# Treeviz

### From HaskellWiki

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This library can assist you in visualizing how computation is broken down, or decomposed, by certain ''Divide-And-Conquer'' type algorithms. Such algorithms are often capable of significantly reducing the order of complexity of an operation, by taking advantage of recursions, which occur when the original input is broken into halves, thirds, etc. Such repeated recursive breakdown often produces tree structures from an initially linear data input. And being able to visualize how the elements of these trees are recombined, when the operation is evaluated, can help us make smarter choices about how to apply a particular type of massively parallel computational resource to the computational problem. |
This library can assist you in visualizing how computation is broken down, or decomposed, by certain ''Divide-And-Conquer'' type algorithms. Such algorithms are often capable of significantly reducing the order of complexity of an operation, by taking advantage of recursions, which occur when the original input is broken into halves, thirds, etc. Such repeated recursive breakdown often produces tree structures from an initially linear data input. And being able to visualize how the elements of these trees are recombined, when the operation is evaluated, can help us make smarter choices about how to apply a particular type of massively parallel computational resource to the computational problem. |
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+ | One specific example is provided, a fast Fourier transform (FFT). Here is typical output from that example: |
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+ | (If you compile and run ''Main.hs'', note that the two output files, ''tree.gv'' and ''legend.gv'' need to be post-processed, as follows, in order to generate the graphics shown, below.) |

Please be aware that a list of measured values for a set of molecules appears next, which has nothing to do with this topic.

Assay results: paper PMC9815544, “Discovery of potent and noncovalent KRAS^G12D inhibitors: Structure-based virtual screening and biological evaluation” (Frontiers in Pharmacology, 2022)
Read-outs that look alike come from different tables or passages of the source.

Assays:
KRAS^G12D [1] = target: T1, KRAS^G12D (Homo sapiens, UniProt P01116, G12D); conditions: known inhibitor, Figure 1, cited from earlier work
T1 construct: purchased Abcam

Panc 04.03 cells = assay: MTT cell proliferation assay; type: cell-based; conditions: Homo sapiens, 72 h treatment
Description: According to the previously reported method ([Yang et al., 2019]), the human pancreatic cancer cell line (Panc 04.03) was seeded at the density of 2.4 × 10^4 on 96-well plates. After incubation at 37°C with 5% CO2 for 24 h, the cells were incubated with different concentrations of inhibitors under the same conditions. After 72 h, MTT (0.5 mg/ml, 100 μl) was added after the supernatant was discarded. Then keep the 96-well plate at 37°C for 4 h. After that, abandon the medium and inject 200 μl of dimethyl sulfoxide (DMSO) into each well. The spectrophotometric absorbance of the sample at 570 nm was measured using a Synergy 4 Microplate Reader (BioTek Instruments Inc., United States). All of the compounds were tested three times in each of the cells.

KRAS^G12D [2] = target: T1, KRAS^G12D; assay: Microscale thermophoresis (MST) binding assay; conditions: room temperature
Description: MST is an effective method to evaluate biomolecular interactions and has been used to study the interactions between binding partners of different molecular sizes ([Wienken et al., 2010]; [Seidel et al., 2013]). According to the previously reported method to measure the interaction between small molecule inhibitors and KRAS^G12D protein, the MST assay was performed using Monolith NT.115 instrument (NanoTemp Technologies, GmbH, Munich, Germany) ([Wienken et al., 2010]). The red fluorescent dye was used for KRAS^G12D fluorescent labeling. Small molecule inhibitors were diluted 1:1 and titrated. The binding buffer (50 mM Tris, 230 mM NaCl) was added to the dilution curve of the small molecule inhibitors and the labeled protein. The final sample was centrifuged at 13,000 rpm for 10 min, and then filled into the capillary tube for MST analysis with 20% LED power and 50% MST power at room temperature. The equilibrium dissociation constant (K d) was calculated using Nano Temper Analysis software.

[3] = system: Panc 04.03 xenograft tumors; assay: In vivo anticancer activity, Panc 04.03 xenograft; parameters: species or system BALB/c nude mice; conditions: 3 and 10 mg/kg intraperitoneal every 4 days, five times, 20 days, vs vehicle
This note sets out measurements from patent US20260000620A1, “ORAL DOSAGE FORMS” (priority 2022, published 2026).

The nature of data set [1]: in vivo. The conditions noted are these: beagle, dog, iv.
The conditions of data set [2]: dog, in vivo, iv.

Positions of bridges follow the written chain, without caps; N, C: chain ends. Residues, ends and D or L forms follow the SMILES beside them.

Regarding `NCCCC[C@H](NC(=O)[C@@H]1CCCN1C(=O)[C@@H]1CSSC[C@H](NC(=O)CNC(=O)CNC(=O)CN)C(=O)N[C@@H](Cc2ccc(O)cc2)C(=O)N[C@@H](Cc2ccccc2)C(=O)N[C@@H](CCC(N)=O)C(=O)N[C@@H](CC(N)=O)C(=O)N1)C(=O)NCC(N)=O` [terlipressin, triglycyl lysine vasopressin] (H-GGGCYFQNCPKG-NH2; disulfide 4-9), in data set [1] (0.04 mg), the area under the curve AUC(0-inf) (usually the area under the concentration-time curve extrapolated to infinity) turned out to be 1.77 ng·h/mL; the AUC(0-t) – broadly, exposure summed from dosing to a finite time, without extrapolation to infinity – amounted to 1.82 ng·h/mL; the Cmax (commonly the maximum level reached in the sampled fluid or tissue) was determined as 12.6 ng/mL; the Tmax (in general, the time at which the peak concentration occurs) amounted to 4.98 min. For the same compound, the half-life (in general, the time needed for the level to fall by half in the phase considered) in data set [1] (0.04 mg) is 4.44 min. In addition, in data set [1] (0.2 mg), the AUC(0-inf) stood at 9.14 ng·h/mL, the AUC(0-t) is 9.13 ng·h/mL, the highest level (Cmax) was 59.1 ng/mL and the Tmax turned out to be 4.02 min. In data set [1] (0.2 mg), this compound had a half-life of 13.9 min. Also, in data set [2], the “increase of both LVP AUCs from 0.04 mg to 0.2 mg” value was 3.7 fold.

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+ | dot <filename_root>.gv -Tpng ><filename_root>.png |
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+ | [[File:logtree.png]] |
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+ | [[File:legend.png]] |
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+ | == ToDo == |
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+ | # Convert source to big boy Haskell, using Foldable, Traversable, etc. |
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+ | # Add the ability to track and classify operations performed, including keeping track of "trivial" twiddles and phasors. |
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+ | # Add more LogTree instances. |
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+ | # Improve user documentation. ;-) |
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[[Category:Applications]] |
[[Category:Applications]] |

## Latest revision as of 13:32, 28 April 2014

A set of types, classes, and functions for visualizing computation decomposition trees.

## [edit] 1 Introduction

This library can assist you in visualizing how computation is broken down, or decomposed, by certain *Divide-And-Conquer* type algorithms. Such algorithms are often capable of significantly reducing the order of complexity of an operation, by taking advantage of recursions, which occur when the original input is broken into halves, thirds, etc. Such repeated recursive breakdown often produces tree structures from an initially linear data input. And being able to visualize how the elements of these trees are recombined, when the operation is evaluated, can help us make smarter choices about how to apply a particular type of massively parallel computational resource to the computational problem.

One specific example is provided, a fast Fourier transform (FFT). Here is typical output from that example:

(If you compile and run *Main.hs*, note that the two output files, *tree.gv* and *legend.gv* need to be post-processed, as follows, in order to generate the graphics shown, below.)

dot <filename_root>.gv -Tpng ><filename_root>.png

## [edit] 2 ToDo

- Convert source to big boy Haskell, using Foldable, Traversable, etc.
- Add the ability to track and classify operations performed, including keeping track of "trivial" twiddles and phasors.
- Add more LogTree instances.
- Improve user documentation. ;-)